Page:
Muskarinic Receptor Antagonists (antimuscarinics, anticholinergics, parasympatholytics)
Therapeutic Uses (10)
1. Mydriatic agents (eye exam)
2. Second Degree AV blocking
3. Motion Sickness
4. Organophosphate poisoning
5. Salivary Hypersecretion
6. Preoperative medication for antisecretory and dialating actions in lung and and anti-bradycardiac effects during surgery.
7. Asthma
8. Peptic Ulcers
9. Parkinsonism
10. Antispasmodic on Urinary, gastrointestinal, and bilairy tract.
Atropine
Muskarinic Receptor Antagonist
Scopolamine
Muskarinic Receptor Antagonist
Homatropine
Muskarinic Receptor Antagonist
Ipratropine
Muskarinic Receptor Antagonist
tiotropium
Muskarinic Receptor Antagonist
Pirenzepine
Muskarinic Receptor Antagonist
Telenzepine
Muskarinic Receptor Antagonist
Pirenzepine
Muskarinic Receptor Antagonist
Telenzepine
Muskarinic Receptor Antagonist
Cyclopentolate
Muskarinic Receptor Antagonist
Tropicamide
Muskarinic Receptor Antagonist
Benztropine
Muskarinic Receptor Antagonist
Trihexyphenidyl
Muskarinic Receptor Antagonist
Diclomine
Muskarinic Receptor Antagonist
Oxyphencylimine
Muskarinic Receptor Antagonist
Flavoxate
Muskarinic Receptor Antagonist
Oxybutynin
Muskarinic Receptor Antagonist
Drugs Stimulating Autonomic Ganglia Parasympathetic
Actions Part1 (3 Total)
Due to the stimulation of neuronal-type nicontinic receptors on postganglionic neurons in Parasympathetic Ganglia
1. Increased Glandular Secretion
2. Urinary Bladder Contraction
3. Increased Motility Miosis and bradycardia
Drugs Stimulating Autonomic Ganglia Sympathetic
Actions Part 2 (5 Total)
Due to the stimulation of neuronal-type nicontinic receptors on postganglionic neurons in Sympathetic Ganglia
1. Tachycardia
2. Increased cardiac contractile force
3. Vasoconstriction
4. Increased Blood Pressure
5. Mydriasis
Drugs Stimulating Autonomic Ganglia Net Effect
A complex interaction between the effects of the sympathetic and parasympathetic ganglionic activation
Drugs Stimulating Autonomic Ganglia Mechanism
Activation of neuronal type nicotinic receptors on postganglionic neurons and generation of excitatory postsynaptic potentials to generate full action potentials
Tetramethylammonium
Drugs Stimulating Autonomic Ganglia
1,1 dimethyl-4-phenylpiperazinium (DMPP)
Drugs Stimulating Autonomic Ganglia
Nicotine
Drugs Stimulating Autonomic Ganglia
Lobeline
Drugs Stimulating Autonomic Ganglia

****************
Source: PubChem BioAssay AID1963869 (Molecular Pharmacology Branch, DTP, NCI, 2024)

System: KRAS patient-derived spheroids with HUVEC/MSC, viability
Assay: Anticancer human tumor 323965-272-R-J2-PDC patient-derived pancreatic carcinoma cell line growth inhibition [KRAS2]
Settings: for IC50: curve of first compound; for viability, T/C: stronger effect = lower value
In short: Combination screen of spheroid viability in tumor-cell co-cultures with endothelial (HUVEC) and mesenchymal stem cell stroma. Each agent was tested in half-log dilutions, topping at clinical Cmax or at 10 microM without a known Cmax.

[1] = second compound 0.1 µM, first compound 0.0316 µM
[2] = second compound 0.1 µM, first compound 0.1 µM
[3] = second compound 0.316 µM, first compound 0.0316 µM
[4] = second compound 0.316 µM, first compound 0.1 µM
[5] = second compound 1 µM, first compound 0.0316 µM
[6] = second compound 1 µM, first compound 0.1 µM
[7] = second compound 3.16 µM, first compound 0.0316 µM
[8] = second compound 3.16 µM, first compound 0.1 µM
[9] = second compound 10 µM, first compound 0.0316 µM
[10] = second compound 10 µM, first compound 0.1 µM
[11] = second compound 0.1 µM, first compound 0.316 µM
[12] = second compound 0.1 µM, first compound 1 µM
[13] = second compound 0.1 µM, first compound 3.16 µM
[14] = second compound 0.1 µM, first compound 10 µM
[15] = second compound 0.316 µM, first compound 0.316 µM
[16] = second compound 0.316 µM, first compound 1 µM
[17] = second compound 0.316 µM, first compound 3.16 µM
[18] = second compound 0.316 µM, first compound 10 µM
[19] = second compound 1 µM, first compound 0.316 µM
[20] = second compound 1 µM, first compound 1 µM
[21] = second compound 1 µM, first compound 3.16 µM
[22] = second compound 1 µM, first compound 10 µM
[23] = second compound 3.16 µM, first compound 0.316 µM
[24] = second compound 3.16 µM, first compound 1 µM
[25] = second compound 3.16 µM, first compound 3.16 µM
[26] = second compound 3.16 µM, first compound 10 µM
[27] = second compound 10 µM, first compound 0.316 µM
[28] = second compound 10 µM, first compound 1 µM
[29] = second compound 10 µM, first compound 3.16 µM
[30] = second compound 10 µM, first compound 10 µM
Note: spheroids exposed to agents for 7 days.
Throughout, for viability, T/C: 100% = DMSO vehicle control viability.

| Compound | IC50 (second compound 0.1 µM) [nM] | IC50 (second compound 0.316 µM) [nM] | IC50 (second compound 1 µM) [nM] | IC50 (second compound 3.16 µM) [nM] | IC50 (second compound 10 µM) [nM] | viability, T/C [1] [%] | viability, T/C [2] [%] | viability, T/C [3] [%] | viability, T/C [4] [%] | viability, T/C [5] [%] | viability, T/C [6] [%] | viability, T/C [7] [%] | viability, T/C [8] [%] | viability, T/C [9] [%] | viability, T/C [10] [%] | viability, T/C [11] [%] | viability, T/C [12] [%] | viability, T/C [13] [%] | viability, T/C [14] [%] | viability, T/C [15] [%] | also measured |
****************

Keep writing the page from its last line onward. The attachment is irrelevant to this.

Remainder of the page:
Drugs That Block Autonomic Ganglia
Actions-Parasympathetic (4 Total)
Due to blockade of neuronal-type nicotinic receptors on postganglionic neurons in parasympathetic ganglia;
1. Decreasedgladular secretion
2. Bladder Relaxation
3. Mydriasis
4. Tachycardia
Drugs That Block Autonomic Ganglia
Actions-Sympathetic (6 Total)
Due to blockade of neuronal-type nicotinic receptors on postganglionic neurons in sympathetic ganglia;
1. Diminished release of Epinephrine from adrenal gland
2. Bradycardia
3.Decreased cardiac contractile force.
4. Vasodilation
5. Decreased Blood Pressure
6. Decrease motility and secretions
6. Urinary Bladder Contraction
Drugs That Block Autonomic Ganglia Net Effect
Ussually depends on which branch of the automonit nervous system is dominant on the effector. S-Blockade: Vasodilation P-Blockade: Tachycardia, mydriasis, decreased motility and secretions, decreased glandular secretionsm urinary baldder relaxation.
Drugs That Block Autonomic Ganglia Mechanism
Blockade of nicotinic receptors on postganglionic neurons, interruption of ganglionic nerve transmission and decreased frequency of action potential generation.
Drugs That Block Autonomic Ganglia Most Dangerous Side Effect
Severe hypotension which can lead to shock.
Hexamethonium
Drugs That Block Autonomic Ganglia
Trimethaphan
Drugs That Block Autonomic Ganglia
Mecamylamine
Drugs That Block Autonomic Ganglia
Drugs that Block Neuromuscular Transmission.
Action
Interruption of neural transmisiion at the neuromuscular junction; inhibition ofmuscle movement including pulmonary ventilation
Drugs that Block Neuromuscular Transmission.
Most Dangerous Side Effects
Apnea that can be fatal. Malignant hyperthemia during surgery (depolarizing blocking agents)
Drugs that Block Neuromuscular Transmission.
Mechanism Of Action
Curaiform Drugs (3 Steps)
Competitive neuromuscular blockers
1. These drugs compete with AcH for binding to muscle-type nicotinic receptors on skelatal muscle at the neuromuscular junction
2. Inhibiting activation by acetylcholinem
3. Resulting in a nondepolarizing blockade
REMEMBER: Revesible with acetylcholinesterases
Drugs that Block Neuromuscular Transmission.
Mechanism Of Action
Decamethonium and Succinylcholine
Depolarizing Blockers
1. Early activation of muscle-type nicotinic receptors at the neuromuscular junction
2. Leads to Persistentt depolarization of the muscle
3. Functional Blockade
REMEMBER: Not Reversible
Tubocurarine
Drugs that Block Neuromuscular Transmission
Pancuronium
Drugs that Block Neuromuscular Transmission
Atracurium
Drugs that Block Neuromuscular Transmission
Mivacurium
Drugs that Block Neuromuscular Transmission
Pancuronium
Drugs that Block Neuromuscular Transmission
Rocuronium
Drugs that Block Neuromuscular Transmission
Decamethonium
Drugs that Block Neuromuscular Transmission
Succinylcholine
Drugs that Block Neuromuscular Transmission